On January 1, Luo Qianqian, a Chinese scientist living in the United States, along with four other women, accused Chen Xiaowu, a professor at Beijing’s prestigious Beihang University, of sexually harassing them when they were his students. The accusations were widely reported by Chinese media, and later that day the university suspended him from teaching and launched an investigation.
“I hope this act of weiquan [rights defense] will enable more people … to have enough courage to step forward and say #MeToo,” wrote Luo on her social media account.
But past events serve as a cautionary tale – at least on China’s university campuses. In the past four years, 13 incidents prompted universities to pledge to investigate allegations of sexual harassment by professors, according to the NGOCN, an online information platform for Chinese nongovernmental organizations. But not all those universities provided further information, and those that did only imposed light punishments, such as suspensions. In 2014, Xiamen University merely suspended history professor Wu Chunming from teaching after a group of female students accused him of coercing them into having sex with him. One year later, Wu was chosen to be a founding member of a prominent archaeologists’ group.
According to a 2017 survey of 6,592 college students and recent graduates by the Guangzhou Gender and Sexuality Education Center and the public interest law group Beijing Impact, 69 percent reported that they had been sexually harassed, but less than 4 percent had reported it to their university or the police. The report says only 5 percent of universities offer sexual harassment prevention training, and no school has established formal procedures to handle sexual harassment complaints.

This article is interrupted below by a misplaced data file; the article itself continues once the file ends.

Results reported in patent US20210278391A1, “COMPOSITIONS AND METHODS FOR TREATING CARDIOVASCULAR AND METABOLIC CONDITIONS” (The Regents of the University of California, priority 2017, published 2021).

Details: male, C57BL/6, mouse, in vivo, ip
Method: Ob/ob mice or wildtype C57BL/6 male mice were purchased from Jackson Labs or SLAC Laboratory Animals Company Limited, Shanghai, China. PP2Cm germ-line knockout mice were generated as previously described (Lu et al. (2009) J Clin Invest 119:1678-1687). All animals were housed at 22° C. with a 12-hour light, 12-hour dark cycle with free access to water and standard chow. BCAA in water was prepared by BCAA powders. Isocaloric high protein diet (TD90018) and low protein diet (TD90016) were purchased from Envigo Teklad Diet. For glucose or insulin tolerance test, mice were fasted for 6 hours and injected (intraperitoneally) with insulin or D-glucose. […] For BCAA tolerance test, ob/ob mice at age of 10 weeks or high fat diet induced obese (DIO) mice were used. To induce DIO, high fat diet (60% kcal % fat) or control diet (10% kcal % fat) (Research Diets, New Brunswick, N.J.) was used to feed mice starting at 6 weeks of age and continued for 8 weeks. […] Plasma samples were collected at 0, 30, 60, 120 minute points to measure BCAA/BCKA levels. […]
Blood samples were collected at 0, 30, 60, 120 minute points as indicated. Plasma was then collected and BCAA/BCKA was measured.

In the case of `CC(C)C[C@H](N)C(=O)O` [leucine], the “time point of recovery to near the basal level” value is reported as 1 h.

In September 2014, 256 professors and students signed an open letter urging the Ministry of Education to establish sexual harassment prevention and response guidelines for university campuses. In October 2014, the ministry issued a document prohibiting university teachers from “sexually harassing” students or, “having improper relationships,” with them, but the document failed to elaborate on the meaning of these terms or spell out punishments.
Chinese universities will come in line with the #MeToo movement when they promptly, thoroughly, and impartially investigate sexual harassment allegations, when they appropriately define and hold people accountable for sexual harassment, and when students have confidence to report what happened to them.